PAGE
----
Thursday, May 25, 2006

restorative justice

Well, the Enron verdicts have come back and they're guilty. Lay faces up to 45 years in federal prison and Skilling up to 185. Sentencing is set for September 11 (boy that is a wonderful coincidence).

The Enron scandal and the crimes behind it exemplified the worst in capitalism and in human greed. Something inside me hopes these men get the maximum sentences allowed. They brought financial ruin to thousands of people while they lived lives of incredible luxury. There is another instinct in me though... Wouldn't it be nice to see restorative justice play a part in their sentences? Some kind of justice that helps make things more like what they were or at least like what they might have been...

What might that look like? some ideas...

take everything they and their immediate families own and distribute their assets among those who suffered because of their fraud.

take everything related to the benefits that came from their fraud i.e. from family members who benefited from their crimes. Gifts given to family & friends, etc.

spread intangible benefits other family and friends received from the crimes among the victims... For example, if there are children who were educated with those funds, they should be assessed on their earnings for the rest of their lives that come from their education and the contacts they made due to their financial status. I have to say that my gut recoils a little at assessing the earnings of children etc. but that does reflect the realities of class in our society and how difficult it is to move upward... anyone who had their financial futures (and those of their heirs) ruined could see that impact for generations. Perhaps the restoration needs to travel at least one generation...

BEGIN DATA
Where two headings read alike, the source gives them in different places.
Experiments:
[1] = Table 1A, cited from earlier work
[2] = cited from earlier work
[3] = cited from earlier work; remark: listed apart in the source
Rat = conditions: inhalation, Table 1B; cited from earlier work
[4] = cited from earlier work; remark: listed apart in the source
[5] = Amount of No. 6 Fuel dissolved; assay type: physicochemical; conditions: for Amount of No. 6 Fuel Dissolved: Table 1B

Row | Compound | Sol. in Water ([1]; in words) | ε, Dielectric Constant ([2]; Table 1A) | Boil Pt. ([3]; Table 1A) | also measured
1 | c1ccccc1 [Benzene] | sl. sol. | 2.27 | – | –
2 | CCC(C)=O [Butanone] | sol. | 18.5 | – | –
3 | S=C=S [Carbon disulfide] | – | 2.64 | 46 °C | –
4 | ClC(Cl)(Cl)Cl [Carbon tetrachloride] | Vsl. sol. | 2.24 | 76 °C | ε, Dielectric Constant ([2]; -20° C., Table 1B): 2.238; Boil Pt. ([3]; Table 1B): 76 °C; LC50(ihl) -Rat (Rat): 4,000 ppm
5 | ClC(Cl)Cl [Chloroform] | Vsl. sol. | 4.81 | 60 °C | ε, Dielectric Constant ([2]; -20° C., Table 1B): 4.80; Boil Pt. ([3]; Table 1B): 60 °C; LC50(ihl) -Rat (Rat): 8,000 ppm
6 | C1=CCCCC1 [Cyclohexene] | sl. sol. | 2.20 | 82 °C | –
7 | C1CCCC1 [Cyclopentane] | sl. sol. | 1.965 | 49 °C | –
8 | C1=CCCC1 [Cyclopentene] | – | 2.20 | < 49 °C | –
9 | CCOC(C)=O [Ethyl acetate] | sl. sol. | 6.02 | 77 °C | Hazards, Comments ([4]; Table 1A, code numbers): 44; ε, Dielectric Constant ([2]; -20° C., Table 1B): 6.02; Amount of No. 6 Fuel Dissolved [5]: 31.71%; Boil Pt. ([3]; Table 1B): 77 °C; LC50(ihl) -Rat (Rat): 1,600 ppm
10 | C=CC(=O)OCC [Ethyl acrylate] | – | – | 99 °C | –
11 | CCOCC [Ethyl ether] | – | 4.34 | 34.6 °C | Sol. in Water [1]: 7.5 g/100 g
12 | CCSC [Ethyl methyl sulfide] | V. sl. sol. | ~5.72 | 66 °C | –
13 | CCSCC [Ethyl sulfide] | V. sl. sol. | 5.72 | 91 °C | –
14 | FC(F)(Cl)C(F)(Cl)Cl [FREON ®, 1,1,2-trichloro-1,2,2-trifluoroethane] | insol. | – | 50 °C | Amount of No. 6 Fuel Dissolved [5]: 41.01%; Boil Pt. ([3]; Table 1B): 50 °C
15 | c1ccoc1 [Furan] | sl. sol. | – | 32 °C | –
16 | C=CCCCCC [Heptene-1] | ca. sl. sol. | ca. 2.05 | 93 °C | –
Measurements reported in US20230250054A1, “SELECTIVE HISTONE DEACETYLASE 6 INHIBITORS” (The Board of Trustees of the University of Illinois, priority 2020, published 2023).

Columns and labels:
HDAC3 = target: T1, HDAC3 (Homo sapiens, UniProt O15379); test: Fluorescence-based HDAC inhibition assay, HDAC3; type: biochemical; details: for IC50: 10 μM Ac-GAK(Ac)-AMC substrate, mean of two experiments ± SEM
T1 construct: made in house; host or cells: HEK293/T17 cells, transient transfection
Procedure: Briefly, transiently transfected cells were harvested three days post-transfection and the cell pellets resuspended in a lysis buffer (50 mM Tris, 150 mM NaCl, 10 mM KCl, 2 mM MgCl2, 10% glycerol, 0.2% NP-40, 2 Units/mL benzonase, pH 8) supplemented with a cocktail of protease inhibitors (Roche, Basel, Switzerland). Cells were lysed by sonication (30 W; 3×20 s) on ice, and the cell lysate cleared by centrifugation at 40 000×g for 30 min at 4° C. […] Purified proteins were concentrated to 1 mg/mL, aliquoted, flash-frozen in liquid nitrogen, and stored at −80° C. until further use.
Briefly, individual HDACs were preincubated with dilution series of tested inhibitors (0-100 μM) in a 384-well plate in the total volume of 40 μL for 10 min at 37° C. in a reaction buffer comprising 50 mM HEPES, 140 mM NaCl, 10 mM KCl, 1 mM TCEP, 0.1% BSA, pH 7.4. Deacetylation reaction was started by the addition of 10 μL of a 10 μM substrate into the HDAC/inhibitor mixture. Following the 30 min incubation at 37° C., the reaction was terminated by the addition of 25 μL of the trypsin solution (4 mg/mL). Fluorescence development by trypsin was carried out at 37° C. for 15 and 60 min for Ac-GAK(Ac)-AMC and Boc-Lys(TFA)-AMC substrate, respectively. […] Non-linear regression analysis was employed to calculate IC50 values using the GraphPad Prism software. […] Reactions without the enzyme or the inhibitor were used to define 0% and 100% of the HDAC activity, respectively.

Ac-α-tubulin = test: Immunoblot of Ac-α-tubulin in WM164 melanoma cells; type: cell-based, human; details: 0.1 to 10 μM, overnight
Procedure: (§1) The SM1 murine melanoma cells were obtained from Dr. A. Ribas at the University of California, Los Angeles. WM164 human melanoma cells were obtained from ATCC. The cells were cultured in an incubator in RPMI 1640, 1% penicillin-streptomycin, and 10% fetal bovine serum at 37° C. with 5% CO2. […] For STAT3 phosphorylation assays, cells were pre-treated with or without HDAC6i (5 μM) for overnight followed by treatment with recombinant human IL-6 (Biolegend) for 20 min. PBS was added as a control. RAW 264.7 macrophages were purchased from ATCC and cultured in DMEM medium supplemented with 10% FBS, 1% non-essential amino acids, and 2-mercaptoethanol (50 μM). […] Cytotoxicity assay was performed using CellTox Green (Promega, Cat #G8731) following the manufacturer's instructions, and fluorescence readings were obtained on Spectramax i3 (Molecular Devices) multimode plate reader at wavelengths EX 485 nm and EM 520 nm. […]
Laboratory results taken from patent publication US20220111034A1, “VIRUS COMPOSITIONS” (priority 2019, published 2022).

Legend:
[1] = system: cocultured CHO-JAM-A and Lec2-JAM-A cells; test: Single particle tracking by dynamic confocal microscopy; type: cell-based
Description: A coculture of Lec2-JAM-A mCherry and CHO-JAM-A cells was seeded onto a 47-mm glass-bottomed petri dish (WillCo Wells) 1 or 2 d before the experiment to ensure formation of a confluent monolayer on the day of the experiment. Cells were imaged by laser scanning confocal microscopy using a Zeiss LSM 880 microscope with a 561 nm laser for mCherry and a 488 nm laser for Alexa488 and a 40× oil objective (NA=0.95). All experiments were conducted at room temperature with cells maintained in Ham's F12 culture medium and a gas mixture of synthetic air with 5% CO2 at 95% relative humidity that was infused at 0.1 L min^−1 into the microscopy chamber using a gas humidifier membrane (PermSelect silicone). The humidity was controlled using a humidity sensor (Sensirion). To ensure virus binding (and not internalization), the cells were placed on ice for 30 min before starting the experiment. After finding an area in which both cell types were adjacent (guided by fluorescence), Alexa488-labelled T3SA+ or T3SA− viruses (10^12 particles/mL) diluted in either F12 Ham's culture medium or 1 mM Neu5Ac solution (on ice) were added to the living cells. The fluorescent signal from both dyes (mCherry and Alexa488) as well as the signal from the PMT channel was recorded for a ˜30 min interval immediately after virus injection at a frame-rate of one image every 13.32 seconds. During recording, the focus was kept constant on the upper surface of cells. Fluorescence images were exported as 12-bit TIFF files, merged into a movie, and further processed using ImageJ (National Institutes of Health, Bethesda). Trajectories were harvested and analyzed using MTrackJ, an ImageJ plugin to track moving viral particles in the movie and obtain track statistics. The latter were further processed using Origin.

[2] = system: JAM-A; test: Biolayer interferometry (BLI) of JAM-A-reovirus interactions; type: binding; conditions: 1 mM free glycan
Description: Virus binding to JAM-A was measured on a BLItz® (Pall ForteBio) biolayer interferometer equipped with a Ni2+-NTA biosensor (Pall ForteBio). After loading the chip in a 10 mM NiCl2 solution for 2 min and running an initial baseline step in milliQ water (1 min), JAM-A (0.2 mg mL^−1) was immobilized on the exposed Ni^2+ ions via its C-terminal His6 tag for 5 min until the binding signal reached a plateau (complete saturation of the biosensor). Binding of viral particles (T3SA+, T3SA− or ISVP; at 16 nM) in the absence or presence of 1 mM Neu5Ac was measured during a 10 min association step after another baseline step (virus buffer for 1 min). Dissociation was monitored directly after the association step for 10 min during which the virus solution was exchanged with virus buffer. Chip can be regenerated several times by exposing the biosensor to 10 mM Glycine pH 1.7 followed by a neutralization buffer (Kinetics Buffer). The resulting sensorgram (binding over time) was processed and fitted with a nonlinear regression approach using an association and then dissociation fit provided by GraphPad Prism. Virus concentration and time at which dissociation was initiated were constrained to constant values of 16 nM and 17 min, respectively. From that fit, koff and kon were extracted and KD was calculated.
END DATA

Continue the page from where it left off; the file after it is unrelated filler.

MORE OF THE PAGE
have Skilling and Lay spend the rest of their lives, 10 hours a day, 6 days a week working for those whom they hurt. That might mean doing menial jobs like cleaning toilets, caring for those folk as they age and deteriorate, etc.

any other thoughts?

2 comments:

Dennis E. McFadden said...

Roy,

I love the idea of restorative justice becoming part of sentences in America. Punishment qua punishment accomplishes little. And, why waste the considerable talents of Dr. Lay and Mr. Skilling who should be compelled to undo some of the damage they have done. I balk a little at the idea of assessing the life earnings of the kids; but we could talk abut that one some more.

Rob said...

It is odd that justus without restoration is still considered justice. It sounds more like vindication to me if we leave restoration out of the picture.

The proceeds of their greed should not be used to keep their families conformable as it likely is now.

Any parent would be really mad at me if they caught their child steeling. Some sort of wealth distribution is needed. I say they enlist their scamming and scheming skills to do some Robinhood sort of action from behind bars. Force the to embezzle money from their family and friends and distribute that money back to the victims.